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Former Child Soldier Turned Rapper Works for Peace  


From harrowing experiences as a child soldier to international recognition as a hip-hop artist, Emmanuel Jal's life has followed an extraordinary path. At the age of seven, he was taken away to fight with rebel forces in Sudan's brutal civil war. After his escape, Jal is now working on a new album and documentary about his life. Malcolm Brown caught up with the child-soldier-turned-rapper during a recent visit to Washington, D.C.

Watching Emmanuel Jal perform now, it is hard to imagine his life as a child soldier in the Sudan People's Liberation Army. "Left home, don't even know the day I will ever return," he says onstage. "My country is war-torn. The music I used to hear was bombs and fire of guns. So many people die that I don't even cry no more."

Having swapped an assault rifle for a microphone, he now uses this stage to seek help for his troubled country.

Among those who came to hear Jal perform in Washington, D.C. were activists concerned about the Sudanese region of Darfur including Megan Ragany. "When people can see someone like Emmanuel Jal, who's an amazing person, and has gone through all of this, it's just a really powerful way to get the message across," she says.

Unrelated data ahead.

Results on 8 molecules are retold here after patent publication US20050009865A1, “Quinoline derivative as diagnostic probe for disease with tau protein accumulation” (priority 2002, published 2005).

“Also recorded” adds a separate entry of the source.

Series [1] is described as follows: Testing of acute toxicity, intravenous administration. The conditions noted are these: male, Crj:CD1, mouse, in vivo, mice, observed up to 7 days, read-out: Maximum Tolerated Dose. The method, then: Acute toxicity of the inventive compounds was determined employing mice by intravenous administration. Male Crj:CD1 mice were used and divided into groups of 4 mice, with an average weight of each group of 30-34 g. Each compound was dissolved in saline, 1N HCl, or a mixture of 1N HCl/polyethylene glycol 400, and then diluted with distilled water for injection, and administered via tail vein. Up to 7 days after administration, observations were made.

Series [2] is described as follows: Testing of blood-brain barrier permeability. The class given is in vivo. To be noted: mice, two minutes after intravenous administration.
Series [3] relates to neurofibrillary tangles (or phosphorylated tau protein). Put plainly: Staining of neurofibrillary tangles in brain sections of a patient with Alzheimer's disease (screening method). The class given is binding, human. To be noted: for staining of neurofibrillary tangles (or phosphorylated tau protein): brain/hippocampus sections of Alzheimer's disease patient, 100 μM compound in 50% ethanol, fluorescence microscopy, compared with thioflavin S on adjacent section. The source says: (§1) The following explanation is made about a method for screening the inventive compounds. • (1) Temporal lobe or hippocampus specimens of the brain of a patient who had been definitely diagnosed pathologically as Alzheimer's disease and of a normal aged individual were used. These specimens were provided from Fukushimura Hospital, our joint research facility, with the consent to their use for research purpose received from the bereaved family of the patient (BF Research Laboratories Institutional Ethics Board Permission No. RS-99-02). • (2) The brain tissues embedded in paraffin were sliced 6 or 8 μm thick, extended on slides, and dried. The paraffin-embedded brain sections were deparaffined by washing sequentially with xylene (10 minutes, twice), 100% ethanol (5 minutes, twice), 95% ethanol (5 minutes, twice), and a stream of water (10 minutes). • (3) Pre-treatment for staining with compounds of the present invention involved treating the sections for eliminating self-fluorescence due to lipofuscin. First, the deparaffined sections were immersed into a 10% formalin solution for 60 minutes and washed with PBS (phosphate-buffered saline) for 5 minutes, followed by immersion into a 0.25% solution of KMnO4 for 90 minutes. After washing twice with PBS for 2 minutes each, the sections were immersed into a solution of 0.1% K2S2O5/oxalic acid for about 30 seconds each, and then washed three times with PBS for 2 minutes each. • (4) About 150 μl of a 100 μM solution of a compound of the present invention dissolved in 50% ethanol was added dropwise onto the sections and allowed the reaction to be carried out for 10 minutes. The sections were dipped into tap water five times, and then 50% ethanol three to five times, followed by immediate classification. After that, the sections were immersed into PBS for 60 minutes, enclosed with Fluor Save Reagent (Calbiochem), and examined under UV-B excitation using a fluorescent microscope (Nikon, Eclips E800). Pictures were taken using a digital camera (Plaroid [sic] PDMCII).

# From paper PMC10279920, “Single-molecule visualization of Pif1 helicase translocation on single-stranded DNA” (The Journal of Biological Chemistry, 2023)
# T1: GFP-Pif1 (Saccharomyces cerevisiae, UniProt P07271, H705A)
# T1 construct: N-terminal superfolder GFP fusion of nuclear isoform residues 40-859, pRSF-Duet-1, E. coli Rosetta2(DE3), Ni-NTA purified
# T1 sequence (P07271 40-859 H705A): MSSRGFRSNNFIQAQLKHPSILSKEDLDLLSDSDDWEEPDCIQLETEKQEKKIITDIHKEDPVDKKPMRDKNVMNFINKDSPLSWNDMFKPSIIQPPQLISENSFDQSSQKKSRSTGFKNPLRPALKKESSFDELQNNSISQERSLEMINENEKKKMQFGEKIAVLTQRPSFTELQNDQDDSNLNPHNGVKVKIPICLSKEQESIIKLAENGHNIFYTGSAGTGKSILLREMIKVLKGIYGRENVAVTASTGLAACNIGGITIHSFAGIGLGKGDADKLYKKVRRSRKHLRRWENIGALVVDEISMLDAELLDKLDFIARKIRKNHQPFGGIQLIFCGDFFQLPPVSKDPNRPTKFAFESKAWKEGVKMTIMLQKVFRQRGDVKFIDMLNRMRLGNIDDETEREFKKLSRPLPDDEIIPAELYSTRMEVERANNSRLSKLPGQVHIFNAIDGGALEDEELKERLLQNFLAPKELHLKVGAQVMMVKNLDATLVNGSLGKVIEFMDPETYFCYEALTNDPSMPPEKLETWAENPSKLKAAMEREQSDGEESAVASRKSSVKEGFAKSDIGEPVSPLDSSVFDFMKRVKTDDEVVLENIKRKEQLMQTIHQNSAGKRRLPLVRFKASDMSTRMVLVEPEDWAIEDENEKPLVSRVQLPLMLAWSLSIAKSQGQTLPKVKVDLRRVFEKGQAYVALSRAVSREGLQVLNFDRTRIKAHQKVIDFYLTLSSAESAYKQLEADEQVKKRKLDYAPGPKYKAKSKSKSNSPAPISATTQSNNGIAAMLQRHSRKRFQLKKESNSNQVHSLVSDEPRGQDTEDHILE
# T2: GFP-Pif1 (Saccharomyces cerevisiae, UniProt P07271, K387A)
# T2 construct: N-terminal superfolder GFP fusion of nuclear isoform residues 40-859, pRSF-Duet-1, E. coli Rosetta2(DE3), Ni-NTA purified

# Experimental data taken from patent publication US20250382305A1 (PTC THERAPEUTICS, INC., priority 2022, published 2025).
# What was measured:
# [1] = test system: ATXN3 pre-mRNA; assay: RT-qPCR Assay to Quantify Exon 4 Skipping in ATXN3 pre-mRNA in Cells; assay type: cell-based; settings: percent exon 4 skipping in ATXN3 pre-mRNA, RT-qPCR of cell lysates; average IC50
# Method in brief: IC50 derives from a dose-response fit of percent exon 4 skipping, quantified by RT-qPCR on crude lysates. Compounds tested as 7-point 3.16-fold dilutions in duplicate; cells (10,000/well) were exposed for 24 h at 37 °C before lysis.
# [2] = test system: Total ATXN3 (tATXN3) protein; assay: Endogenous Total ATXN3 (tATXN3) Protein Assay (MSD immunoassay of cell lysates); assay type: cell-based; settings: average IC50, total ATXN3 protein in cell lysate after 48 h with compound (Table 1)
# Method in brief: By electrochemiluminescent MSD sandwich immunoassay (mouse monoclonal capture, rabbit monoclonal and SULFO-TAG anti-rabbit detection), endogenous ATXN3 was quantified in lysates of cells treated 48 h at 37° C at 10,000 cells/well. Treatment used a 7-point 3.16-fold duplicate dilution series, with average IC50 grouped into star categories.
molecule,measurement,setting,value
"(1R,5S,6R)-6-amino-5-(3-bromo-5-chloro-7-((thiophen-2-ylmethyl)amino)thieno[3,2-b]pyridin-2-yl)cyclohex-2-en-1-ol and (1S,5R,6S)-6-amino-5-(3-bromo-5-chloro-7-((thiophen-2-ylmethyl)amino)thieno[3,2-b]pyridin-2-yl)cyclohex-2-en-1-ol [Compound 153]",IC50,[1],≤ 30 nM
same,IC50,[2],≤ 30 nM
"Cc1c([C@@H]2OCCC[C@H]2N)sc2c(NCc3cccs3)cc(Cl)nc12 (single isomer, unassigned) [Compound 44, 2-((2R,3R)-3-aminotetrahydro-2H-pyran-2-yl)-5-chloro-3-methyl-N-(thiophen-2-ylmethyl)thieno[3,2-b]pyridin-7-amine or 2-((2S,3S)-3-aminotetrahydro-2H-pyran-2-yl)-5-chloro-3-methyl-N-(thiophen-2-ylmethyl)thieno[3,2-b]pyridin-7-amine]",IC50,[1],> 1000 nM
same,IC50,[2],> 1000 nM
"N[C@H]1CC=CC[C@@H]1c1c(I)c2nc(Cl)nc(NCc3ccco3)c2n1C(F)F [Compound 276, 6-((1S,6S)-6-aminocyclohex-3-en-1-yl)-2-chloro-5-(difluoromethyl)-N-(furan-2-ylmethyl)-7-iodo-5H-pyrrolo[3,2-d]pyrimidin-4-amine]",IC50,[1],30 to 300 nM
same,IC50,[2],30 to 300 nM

It is a testament to Jal's star power that he was introduced at Georgetown University by the U.S. government's special envoy for Sudan, Andrew Natsios. "To have a Sudanese, who's also a famous person - a legendary figure in the pop world - to speak about these issues, I think is very important to educate the American people and the rest of the world about what the reality is in Sudan," said Natsios.

Jal does not sugarcoat that reality, talking openly about combat and the horrors of his escape through the bush. "I was sleeping next to a friend of mine, and he died that night," he recalls. "And I said: OK, fine, I am going to eat you tomorrow, my friend, because I have nothing to eat."

Jal says he never actually resorted to cannibalism, though others did. He clearly sees reliving the painful past as a duty. "There are a lot of young children who were my age who have gone through (a) tough life, worse than my situation, but they have no chance to be heard, and the only thing I can do is sacrifice my pride and my everything and talk about the story to represent them," he says.

A new documentary by 18th Street Films tells that story, along with a music album. Jal uses his high profile to promote Gua Africa - a charity he founded. He also campaigns for peace in his native Sudan. "The higher you go, the bigger the responsibility, the more the pressure and the higher the demand for people to expect you to do things," says Jal.

He says he hopes that his music will motivate a young and international audience with the energy and passion to make a difference.

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